#Home, On Amazon Prime Video, Feels Like A Big Missed Opportunity
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Watching #Home reminded me of a poem from school called Father To Son by Elizabeth Jennings. The poem captures the agony of a father who has developed a fraught relationship with his son, as the child has gone to make his moves in the world. The father is trying hard to rebuild the relationship by offering compassion but the air is always filled with uncomfortable silences and little to no sense of reciprocation. As the father sees his son’s affection waning slowly and the generation gap only becoming wider, he grieves alone in neglect. In Rojin Thomas’ #Home, Oliver Twist played by Indrans is like the universal Father from this poem.

His older son Antony Oliver Twist, played by Sreenath Bhasi, is a one-hit-wonder director who received massive accolades for his first film but his spark seems to have vanished and is now suffering from writer’s block. Since he wrote his first film in his hometown, he decides to go back to find inspiration. In his house, we see every other Indian middle-class to upper-middle-class household. An ever sacrificing mother- Kutiyamma played by Manju Pillai, a subservient but arduous father, a physically deteriorating grandfather, and a notorious younger brother – Charles Oliver Twist played by Naslen K Gafoor. The always quarrelling but closely knit family has lost all kinship with the children as technology has taken over their lives and Oliver finds it hard to cope with the change. He once used to own a video cassette company which became obsolete and now whiles away his time tending to his beautiful terrace garden that no one appreciates.

Indrans portrays the anguish of not being able to use a smartphone with such honesty that all parents would have related to that. The zoomed in shots where we see his eyes express sorrow are just gut-wrenching. Everybody would find a little sense of themselves in the film.

Being a young adult I related to Charles the most who is a budding youtuber and provides a comical relief to the otherwise sentimental screenplay. In one scene, he says to Kutiyamma while searching for food in the refrigerator “Be it fridge or phone, even if you know it’s empty, you feel sad if you don’t check it often.” It had me in splits but also made me realise how addicted we are to our phones. The children take their parents for granted and are blasphemously ignorant of their feelings. In one scene, Antony belittles his father telling him how trivial his existence and his achievements are. When Charles points out the insensitivity of his remark, Antony goes on to defend himself by saying “Pappa feeling sad?”, as if parents are inanimate objects only automated to fend for their children.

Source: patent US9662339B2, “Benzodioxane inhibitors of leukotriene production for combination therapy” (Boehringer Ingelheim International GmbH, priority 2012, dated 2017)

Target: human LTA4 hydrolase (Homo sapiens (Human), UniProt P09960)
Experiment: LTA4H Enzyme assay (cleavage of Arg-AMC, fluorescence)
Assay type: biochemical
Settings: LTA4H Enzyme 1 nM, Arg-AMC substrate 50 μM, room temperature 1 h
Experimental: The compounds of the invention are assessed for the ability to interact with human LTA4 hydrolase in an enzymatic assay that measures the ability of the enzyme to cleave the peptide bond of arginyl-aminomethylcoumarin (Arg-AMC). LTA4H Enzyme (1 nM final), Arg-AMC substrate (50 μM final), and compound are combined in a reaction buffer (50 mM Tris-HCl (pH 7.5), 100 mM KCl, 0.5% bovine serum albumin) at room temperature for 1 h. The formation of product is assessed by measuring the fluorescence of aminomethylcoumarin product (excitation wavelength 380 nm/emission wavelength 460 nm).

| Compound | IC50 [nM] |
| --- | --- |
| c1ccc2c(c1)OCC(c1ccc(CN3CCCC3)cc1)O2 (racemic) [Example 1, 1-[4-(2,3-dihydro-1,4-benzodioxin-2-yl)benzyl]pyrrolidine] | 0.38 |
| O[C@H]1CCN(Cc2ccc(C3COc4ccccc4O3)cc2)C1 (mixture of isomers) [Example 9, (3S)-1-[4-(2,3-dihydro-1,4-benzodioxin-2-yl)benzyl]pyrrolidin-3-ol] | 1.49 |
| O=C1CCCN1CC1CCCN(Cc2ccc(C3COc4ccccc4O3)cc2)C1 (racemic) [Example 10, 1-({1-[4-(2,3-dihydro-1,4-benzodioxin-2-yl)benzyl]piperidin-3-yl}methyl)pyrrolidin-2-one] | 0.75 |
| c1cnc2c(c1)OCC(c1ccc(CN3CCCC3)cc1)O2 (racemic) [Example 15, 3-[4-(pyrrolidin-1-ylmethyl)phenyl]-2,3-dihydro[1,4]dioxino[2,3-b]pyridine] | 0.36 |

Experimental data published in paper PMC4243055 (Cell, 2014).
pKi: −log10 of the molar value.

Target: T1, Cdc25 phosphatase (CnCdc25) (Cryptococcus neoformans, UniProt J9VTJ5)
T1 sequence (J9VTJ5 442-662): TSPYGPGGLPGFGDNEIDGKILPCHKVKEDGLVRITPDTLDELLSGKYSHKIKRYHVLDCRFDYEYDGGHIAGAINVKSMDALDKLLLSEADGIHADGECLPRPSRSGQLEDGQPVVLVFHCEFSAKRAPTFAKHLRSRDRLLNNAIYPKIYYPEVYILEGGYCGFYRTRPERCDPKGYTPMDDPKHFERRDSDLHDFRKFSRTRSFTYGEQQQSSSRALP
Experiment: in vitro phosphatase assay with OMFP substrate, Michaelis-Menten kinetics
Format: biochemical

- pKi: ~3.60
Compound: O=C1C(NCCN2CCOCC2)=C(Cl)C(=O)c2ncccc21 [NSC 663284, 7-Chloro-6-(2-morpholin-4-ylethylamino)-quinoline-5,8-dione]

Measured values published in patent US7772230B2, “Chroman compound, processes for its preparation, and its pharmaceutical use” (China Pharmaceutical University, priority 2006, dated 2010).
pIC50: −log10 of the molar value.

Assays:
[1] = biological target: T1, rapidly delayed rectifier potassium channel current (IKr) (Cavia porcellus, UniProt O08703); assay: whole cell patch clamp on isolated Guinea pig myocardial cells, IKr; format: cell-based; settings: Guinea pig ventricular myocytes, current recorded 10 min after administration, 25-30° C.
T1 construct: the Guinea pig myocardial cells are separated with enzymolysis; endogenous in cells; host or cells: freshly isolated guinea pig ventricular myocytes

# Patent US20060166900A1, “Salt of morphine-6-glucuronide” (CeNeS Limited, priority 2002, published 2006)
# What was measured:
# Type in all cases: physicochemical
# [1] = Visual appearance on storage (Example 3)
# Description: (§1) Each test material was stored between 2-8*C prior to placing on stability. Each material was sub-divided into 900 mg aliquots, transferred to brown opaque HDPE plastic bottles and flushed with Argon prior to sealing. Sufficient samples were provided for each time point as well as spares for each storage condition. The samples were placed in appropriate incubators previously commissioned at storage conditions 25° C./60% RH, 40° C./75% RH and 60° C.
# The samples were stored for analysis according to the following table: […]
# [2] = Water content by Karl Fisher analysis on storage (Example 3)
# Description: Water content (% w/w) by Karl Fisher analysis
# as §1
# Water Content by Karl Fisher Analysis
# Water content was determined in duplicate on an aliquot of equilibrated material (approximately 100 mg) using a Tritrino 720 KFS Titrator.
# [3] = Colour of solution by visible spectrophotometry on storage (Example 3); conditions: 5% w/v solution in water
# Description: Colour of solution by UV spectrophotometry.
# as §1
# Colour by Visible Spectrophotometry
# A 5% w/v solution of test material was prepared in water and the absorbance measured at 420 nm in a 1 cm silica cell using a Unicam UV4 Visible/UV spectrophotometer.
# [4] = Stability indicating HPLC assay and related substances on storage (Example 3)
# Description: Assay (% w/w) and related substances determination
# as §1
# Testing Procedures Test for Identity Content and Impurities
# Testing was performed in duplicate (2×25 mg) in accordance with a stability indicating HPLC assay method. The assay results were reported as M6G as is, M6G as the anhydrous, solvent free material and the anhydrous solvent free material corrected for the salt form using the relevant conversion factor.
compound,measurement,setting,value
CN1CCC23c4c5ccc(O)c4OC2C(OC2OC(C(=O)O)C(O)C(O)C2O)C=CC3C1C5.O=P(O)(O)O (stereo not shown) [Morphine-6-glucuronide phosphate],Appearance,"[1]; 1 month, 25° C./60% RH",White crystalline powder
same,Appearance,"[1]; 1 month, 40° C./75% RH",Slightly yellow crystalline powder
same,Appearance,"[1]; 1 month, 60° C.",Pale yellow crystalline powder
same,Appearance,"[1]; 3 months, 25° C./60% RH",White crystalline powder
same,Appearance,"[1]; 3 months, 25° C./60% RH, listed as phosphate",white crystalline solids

Oliver’s childhood best friend and neighbour is what I would like to call an internet hypochondriac. He thinks he has every possible illness because of Facebook forwards, which also reflects the downsides of the internet. I am sure all of us at least know one relative like him. The beauty of the film is that it thrives on relatability. The broiling frustration and gradual decline in mental health, as Antony juggles to manage both the professional and personal conflict never seem flimsy. But at one point, I felt that the film was trying to be too many things – connecting dots with a subplot that showcases Oliver’s generosity, presenting a commentary on mental health, preaching about limiting phone usage and ultimately loving your family. The entire idea of proving a point stretched the film, making it wobbly but its heart was still always in the right place.

The performances especially by Indrans and Nasleen are laudable. The clever writing and the ability to make the characters feel so authentic is spectacular. Rahul Subramanium’s music is fresh and lifts the plot. The movie is not going to start a movement in limiting phone usage but it will definitely make us appreciate our parents more. You can watch it on Amazon Prime.

#Home, On Amazon Prime Video, Thrives On Relatability, Film Companion

Disclaimer: This article has not been written by Film Companion’s editorial team.

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